Ford tells me that he loves the fact that his 6ft closet has adjustable shelves, made from laminated palo china wood, and has a couple of holes at the back panel that serve as vent to allow air circulation and keep moisture from locking in.
|The Ford Modolls displayed on a 6ft closet, photo taken from Ford's Facebook page|
|Katie's dolls on wall-mounted, and stand-alone shelves|
|Bubble's Poppy Parkers and Fashion Royalty dolls (below) in a glass display|
I share the penchant for displaying my dolls in little “homes” we set up as diorama with Leslie, Katie, Javi, Connie and Bubbles. As Leslie tells it, “A few of my most treasured dolls have their own little homes to “live in”. Javi, in the mean time, decorates his “mini greenhouses” to make a diorama for his dolls. Bubbles also has some girls “lounging” at her mini diorama.
My diorama is a simple living room where the girls can “hang out” after we finish a photo shoot. I usually don’t take their outfits off right away as I try to enjoy their looks for a while. My diorama is placed next to my work table. It keeps me inspired that way, while it serves as a display for people who want to check out my dolls.
Almost all the time, I also have at least one doll on my desk, just like Debbie, Rebeca and Katie.
|Debbie's dolls on the right corner of her work desk. Such a nice visual, right?|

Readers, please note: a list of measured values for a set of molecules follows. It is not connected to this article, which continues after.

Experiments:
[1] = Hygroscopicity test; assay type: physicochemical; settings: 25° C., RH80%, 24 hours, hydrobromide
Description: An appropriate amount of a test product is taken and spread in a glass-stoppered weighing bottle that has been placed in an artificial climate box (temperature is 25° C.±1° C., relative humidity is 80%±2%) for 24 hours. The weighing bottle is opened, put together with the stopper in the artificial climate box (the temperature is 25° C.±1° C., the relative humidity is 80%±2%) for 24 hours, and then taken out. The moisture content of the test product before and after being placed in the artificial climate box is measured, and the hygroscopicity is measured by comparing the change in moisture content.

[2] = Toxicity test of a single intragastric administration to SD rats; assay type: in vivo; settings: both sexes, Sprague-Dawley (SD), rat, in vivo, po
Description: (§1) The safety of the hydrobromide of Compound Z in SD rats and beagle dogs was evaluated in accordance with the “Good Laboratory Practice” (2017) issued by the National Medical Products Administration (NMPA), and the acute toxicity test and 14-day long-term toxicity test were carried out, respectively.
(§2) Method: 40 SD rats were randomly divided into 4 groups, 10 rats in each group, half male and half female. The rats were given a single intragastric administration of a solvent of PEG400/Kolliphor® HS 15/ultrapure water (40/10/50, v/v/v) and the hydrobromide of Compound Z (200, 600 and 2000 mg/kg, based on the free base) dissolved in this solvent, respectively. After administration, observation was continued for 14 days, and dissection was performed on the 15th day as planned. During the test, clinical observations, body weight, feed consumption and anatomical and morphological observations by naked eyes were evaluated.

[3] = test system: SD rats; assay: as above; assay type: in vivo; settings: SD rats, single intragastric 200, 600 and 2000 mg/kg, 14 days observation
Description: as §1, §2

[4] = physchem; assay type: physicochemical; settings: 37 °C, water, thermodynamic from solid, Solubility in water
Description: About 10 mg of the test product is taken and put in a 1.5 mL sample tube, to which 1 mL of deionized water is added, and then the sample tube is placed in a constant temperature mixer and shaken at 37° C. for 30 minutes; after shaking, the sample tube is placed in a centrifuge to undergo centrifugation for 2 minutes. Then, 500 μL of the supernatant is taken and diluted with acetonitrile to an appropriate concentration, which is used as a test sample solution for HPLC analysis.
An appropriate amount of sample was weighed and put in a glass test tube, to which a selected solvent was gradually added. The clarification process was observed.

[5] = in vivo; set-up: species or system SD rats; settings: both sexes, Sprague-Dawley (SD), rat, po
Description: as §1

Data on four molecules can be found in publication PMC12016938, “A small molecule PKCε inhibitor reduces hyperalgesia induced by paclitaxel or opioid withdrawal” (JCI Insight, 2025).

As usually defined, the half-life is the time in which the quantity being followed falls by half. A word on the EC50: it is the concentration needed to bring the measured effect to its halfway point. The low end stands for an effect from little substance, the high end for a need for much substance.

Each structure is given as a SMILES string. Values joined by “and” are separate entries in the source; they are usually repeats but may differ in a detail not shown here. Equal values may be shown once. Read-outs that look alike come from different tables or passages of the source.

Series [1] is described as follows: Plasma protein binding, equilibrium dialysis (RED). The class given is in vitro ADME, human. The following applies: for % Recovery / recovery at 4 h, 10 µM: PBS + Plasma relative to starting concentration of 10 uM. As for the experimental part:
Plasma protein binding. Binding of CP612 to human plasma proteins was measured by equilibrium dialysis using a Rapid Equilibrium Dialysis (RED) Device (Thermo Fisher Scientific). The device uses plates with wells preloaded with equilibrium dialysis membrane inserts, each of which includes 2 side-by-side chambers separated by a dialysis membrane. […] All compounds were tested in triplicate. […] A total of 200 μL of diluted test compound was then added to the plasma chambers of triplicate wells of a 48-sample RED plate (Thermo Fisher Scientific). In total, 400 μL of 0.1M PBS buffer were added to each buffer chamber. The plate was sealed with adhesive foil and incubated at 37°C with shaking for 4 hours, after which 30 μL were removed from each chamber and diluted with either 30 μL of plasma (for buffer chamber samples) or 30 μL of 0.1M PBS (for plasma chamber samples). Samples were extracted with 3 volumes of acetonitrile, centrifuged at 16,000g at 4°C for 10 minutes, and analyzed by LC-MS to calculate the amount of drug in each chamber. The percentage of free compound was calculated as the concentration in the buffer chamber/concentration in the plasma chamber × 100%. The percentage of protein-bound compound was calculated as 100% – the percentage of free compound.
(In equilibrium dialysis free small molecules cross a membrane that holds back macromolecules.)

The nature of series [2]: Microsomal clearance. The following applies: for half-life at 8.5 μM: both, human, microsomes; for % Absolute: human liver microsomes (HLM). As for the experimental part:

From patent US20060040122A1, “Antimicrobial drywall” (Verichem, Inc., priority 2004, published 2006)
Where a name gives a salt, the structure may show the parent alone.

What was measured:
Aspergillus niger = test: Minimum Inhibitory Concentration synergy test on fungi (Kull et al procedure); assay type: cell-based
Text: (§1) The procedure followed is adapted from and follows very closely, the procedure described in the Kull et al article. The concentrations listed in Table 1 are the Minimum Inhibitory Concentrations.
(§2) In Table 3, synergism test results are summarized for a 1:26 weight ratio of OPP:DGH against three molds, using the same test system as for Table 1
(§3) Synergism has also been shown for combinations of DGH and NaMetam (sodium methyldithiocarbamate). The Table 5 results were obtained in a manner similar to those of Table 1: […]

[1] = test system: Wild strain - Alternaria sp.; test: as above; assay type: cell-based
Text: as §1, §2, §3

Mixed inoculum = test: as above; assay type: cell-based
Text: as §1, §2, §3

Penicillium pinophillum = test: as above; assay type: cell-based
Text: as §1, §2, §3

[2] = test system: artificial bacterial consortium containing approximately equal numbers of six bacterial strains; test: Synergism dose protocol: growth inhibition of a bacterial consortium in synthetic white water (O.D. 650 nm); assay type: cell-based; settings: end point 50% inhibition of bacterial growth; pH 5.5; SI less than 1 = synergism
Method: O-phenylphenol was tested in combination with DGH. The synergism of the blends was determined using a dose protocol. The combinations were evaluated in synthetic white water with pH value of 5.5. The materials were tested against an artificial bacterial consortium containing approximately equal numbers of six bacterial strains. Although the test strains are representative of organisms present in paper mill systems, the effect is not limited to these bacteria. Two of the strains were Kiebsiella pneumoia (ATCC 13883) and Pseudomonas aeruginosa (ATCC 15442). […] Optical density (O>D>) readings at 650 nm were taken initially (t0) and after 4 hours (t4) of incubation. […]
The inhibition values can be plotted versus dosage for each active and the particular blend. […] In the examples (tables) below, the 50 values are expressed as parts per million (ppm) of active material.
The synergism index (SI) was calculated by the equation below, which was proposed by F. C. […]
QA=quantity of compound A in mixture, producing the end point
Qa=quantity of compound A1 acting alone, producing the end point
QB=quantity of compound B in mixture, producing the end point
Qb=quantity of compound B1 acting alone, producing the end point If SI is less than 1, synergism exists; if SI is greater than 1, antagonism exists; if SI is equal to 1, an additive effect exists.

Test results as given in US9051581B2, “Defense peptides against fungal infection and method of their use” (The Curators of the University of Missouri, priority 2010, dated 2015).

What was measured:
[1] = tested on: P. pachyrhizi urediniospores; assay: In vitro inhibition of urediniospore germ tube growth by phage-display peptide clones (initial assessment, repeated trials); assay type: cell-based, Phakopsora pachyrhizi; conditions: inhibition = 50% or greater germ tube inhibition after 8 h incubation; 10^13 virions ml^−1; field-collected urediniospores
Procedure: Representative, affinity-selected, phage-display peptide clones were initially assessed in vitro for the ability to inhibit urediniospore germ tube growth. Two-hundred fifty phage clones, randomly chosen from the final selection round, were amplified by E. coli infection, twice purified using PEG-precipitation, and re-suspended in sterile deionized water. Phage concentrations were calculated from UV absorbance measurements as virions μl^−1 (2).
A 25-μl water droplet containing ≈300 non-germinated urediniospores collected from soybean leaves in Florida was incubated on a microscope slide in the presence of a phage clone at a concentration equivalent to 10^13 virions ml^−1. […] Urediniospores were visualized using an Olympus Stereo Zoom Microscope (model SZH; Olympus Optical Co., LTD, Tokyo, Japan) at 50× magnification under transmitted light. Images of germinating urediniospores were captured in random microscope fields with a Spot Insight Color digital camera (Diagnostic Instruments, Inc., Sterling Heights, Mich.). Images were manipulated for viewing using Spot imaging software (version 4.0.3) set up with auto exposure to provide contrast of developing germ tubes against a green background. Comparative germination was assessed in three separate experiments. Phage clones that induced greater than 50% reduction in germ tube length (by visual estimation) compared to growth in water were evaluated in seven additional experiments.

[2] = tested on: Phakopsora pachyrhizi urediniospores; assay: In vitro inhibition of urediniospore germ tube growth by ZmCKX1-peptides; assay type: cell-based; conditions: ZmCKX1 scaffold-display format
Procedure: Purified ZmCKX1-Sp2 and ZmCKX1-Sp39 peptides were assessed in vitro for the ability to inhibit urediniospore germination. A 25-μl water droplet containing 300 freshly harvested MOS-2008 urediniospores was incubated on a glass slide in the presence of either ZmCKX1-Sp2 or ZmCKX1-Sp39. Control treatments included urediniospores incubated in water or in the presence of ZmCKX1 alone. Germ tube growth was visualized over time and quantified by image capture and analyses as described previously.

|One of Katie's craft room areas already being taken over by the dolls =)|
For storing dolls away when not in use or play, what seems to be the de facto in
Doll Storage Solutions are the following:
- plastic storage containers
- stock boxes
- closets and cabinets
- drawer-type containers
- shoe boxes/organizers
Anika uses storage bins that are on sale. She gets them from Rubbermaid and Sterilite, and tries to keep the cost of bins from $4 - $10.
For our friends in Manila, our version of getting good deals on almost any goods, including these plastic storage containers, is going to Divisoria. Eli says that if we have time and energy to go to Divisoria, we do it. The same containers we get from the department stores are available there but cheaper.
|Eli's stackable storage containers|
For more delicate dolls like the ones with intricate hair dos and hand-applied eyelashes, keeping them in their own or similarly-sized stock boxes is the best system so far. Diadema puts labels on all of her boxes, which are colored black. She piles them on top of her diorama box as it’s much more convenient this way to pick the ones she needed for her photo ops. jSarie also likes to keep those original stock boxes since they provide good protection during moving in and out of places.
Several of our dolly friends also like to maximize the space and safety that closets and cabinets provide. Melan uses different cabinets to house two major doll groups. Edel and Ford put dolls that are not in use or display in closets, while jSarie and Vana put some of their dolls in closets over at the guestroom That’s a great way to expand space, right? Imagine visiting houses of these two, and sleeping with their collection. Tee hee …
Leslie, Vanessa and I share our love for using drawer-type containers for dolls that are not in use. I agree with Vanessa in making it easier to just take out the drawers that have the dolls she needs for a particular story. In my case, it’s much easier to just grab the doll which can perfectly model the dress I recently completed.